When I was 16 or 17, I got my first bike, a second-hand Puch Cheetah which I ran backwards and forwards for a bit. Then I got a new Honda 50 when they first came to the UK. After that I bought a Vespa 150 (UNN 221). Don't know why I bought a Vespa.

What was your first scooter event?
In those days there were three scooter  clubs in Nottingham: The Bowmen (Lambretta), The Lightweights (mixed scooter  models) and the Nottingham Vespa Club (although I had a Vespa, I can never remember going to Vespa club meetings). There were a few local gymkhanas and suchlike and I can vaguely remember doing some gymkhanas on the Honda, which used to take place in Bunny in those days.

However, the first serious event I took part in was the Esso Scoot to Scotland. At that stage I had already met my future wife, Christine and when I first told her about the event, she didn't believe me and thought I was off my trolley. The plan was to finish work on Friday and we would go down country towards London (Kettering/Northampton rings a bell) for our starting  point. There were different starting  points for the event and everybody had to end up doing the same mileage. There were people starting from London so the idea of us going down country was to put in the miles at the different checkpoints. After being given our route, we left our departure checkpoint late Friday night (with the scooters leaving at one minute intervals) and rode back up country through the borders, checking in at various points at a specific time.

On Saturday morning there would be different events to complete, like a hill climb where you had to do things like drive away without rolling back and crushing an egg with the back wheel. We ended up in Edinburgh on Saturday evening; then on Sunday we did a run to Loch Lomond  and other places. Then Monday it would be the drive back home for work on Tuesday. I did that event on my Vespa. I think brother John did two events, but I only did that one. Scoot to Scotland was all roadwork, but we did other events like the Cambrian, where you effectively went off-road down country tracks.

(Continued above)




And after that?
In 1966, I won the British Lambretta Championship and the gold-painted bike that the Daily Mirror gave away. But there were no major events to attend abroad that year and the 1oM was cancelled due to a seamen's strike, although I did go to Ostend where I won the slalom and an 18-carat solid gold Innocenti medallion - I've seen lots of metal medals, but this was the only solid gold one that I've come across.

The second Italian event was the 1967 Motogiro D'Italia (the first time it had been thrown open to scooterists). It was a totally different kettle of fish altogether to the Milan­ Taranto - around Italy in seven days. Again Bob Wilkinson took the Commer van with all six bikes on a trailer - God knows how he did it!We met him at a local Lambretta Concessionaires in Bologna and then rode to Rome for a few days of sightseeing.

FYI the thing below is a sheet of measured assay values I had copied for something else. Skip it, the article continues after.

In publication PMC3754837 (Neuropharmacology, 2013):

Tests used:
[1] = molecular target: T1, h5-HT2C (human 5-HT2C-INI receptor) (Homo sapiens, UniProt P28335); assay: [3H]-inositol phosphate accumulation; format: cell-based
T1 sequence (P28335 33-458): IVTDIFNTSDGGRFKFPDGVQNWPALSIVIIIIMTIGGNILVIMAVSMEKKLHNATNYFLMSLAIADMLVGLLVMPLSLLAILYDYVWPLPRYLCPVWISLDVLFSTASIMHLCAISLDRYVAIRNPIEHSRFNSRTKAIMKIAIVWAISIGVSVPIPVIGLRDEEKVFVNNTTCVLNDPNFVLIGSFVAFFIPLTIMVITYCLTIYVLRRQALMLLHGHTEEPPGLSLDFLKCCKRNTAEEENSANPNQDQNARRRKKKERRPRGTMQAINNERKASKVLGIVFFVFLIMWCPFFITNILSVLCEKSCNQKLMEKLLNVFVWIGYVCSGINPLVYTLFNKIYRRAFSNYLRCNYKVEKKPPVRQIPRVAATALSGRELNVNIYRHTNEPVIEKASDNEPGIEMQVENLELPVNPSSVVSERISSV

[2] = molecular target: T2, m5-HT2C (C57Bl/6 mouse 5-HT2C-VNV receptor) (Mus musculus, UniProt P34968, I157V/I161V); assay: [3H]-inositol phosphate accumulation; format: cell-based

For the Motogiro, we had to have an FIM international licence and medical checks. The bikes were scrutineered and had to be completely standard - we weren't allowed to change anything. They were kept in a locked compound  overnight and you were only allowed to get them out in the morning, five or 10 minutes before using them. You weren't allowed to start your engine, although you were allowed to check your plug, etc. At the start line with a cold engine you were given a minute to start the bike on the kick-start and if it didn't start, then you were immediately docked penalty points.If you hadn't got it started, you were then allowed a further two minutes to bump-start it.


If you hadn't got it going after three minutes, you were disqualified. After that, there were checkpoints all day and you had to arrive within 30 seconds either way of your allotted time. What you could do if you were early would be to stop prior to the checkpoint, then walk up and check your time before riding in at the specified time. The route was a mixture of Tarmac and dirt tracks through little villages where the locals came out to cheer us on the way; you can't believe just how well supported it was. There would also be hill climbs during the day and timed night sprints to the finish line in the dark. On finishing, the bikes would then be locked up overnight until the next day. You weren't allowed to touch or do anything to them - and so it went on for seven days.

In the morning you could never get anything to eat - or even a cup of coffee. Halfway through the day, the organisers at a specific checkpoint would stick a nosebag on you, which contained a couple of rolls that were so hard you couldn't eat them; there were also small sweet packets (which we gave to kids along the way) and a bottle -but no bottle opener!

I remember turning up at a checkpoint and being spotted by a group of motorcycle riders who came charging over - not to look at the scooters,  but to use the sidepanel handle catch as a bottle opener!This became the normal experience for all the Lambretta riders throughout the event. John and I were the only two riders in the British team to complete the event without any time-control penalty points.



Where did you go from there; you were involved with Team S Equipe weren't you?
It was Arthur Francis who came up with that. We'd met him at previous events -John and I had always performed well at Snetterton - and Arthur was quite keen to win the event. At one stage (either late 1966 or early 1967), neither John nor myself had bikes for some reason, so I rang Arthur and asked him if he had any spare bikes we could use for Snetterton? We borrowed a TV200 S-Type which we won the event on, and that's really where it all started; we were together from then on, riding bikes for Arthur.